With General Motors’ impending negotiations with the United Automobile Workers union later this year, coupled with the comparative expense of manufacturing in Canada, the automaker has decided to wait until 2016 before announcing any new cars that might be delegated to its plant in Oshawa, Ontario.
Since the plant is scheduled to lose the Chevrolet Camaro later this year, analysts fear that the plant may be at risk for closure soon.
This story comes to us from The Detroit News, who also cite the available capacity in existing American plants, and the $3.6 billion investment planned for manufacturing in Mexico over the next 4 years, as other causes for concern. But so far, that decision has yet to be made. GM Canada President Stephen Carlisle said in a statement that General Motors is committed to Canada.
Said Mr. Carlisle in a statement: “We are going to be careful and are not expecting to be deciding on any major new mandates or investments in Oshawa until well into 2016.” That’s largely because GM still has to complete negotiations with Canada’s own auto workers union, Unifor.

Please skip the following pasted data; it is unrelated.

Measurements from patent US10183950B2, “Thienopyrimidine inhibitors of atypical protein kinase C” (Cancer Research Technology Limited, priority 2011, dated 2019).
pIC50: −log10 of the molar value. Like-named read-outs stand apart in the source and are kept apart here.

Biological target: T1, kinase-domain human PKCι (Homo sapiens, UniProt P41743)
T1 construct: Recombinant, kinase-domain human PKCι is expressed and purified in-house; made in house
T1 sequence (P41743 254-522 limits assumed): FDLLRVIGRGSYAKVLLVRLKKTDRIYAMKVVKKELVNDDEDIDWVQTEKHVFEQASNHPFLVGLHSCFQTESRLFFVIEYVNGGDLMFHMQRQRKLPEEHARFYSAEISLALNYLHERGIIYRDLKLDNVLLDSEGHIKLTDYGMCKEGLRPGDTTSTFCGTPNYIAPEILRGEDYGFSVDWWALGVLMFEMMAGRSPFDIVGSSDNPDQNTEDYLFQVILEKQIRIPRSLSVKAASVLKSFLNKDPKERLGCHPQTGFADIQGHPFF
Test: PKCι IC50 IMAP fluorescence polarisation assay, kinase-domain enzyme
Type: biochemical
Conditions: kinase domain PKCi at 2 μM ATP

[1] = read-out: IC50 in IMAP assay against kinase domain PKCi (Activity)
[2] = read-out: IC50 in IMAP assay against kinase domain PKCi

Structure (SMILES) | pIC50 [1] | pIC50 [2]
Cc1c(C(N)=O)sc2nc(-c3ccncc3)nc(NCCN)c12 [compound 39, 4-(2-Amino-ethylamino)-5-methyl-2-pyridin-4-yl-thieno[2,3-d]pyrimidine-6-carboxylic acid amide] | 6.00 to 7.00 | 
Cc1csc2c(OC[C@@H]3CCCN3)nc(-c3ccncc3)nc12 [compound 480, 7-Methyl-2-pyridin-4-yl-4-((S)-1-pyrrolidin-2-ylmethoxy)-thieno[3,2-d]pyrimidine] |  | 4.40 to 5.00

But officials from the union, as well as some Canadian public officials, are refusing to be strung along. They are pushing to keep the plant humming into the foreseeable future, and insisting that GM make a decision on the matter sooner rather than later. Unifor President Jerry Dias said that “it’s about time they made a longer-term commitment here.”
On Oshawa’s side is the devaluation of the Canadian dollar since GM first reinvigorated the plant in 2009/2010; at 80 cents on the dollar, Dias says that production in Canada is now cheaper than in the US. Also on Oshawa’s side is that the governments of Ontario and Canada contributed approximately $10 billion to the automaker’s bailout in 2009, in exchange for concessions like keeping at least 16 percent of its production in Ontario through 2016.
Granted, General Motors will have met or exceeded that requirement regardless of whether the plant is closed after 2016. The automaker has said that the one-shift line which currently produces the Chevrolet Equinox and Impala Limited will most likely end in 2016. The second, three-shift line, which produces the Camaro and three other GM vehicles, is scheduled to lose the Camaro to the Lansing Grand River Plant later on in the year.